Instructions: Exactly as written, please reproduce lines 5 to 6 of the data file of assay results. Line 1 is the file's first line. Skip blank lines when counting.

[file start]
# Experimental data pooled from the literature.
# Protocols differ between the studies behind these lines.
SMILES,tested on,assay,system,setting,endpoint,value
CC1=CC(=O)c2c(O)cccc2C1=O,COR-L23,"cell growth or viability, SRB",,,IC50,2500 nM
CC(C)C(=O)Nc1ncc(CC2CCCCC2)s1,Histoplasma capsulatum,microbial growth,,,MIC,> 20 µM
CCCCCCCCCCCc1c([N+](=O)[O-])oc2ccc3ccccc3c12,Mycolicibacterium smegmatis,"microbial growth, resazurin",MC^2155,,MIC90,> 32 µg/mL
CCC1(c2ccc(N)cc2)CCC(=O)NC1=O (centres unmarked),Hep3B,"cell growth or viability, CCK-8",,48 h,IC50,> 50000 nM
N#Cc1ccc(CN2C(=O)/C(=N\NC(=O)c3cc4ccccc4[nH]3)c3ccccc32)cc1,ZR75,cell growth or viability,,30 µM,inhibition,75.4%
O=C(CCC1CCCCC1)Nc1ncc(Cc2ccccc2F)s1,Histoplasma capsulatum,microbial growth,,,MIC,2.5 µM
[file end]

CC(C)C(=O)Nc1ncc(CC2CCCCC2)s1,Histoplasma capsulatum,microbial growth,,,MIC,> 20 µM
CCCCCCCCCCCc1c([N+](=O)[O-])oc2ccc3ccccc3c12,Mycolicibacterium smegmatis,"microbial growth, resazurin",MC^2155,,MIC90,> 32 µg/mL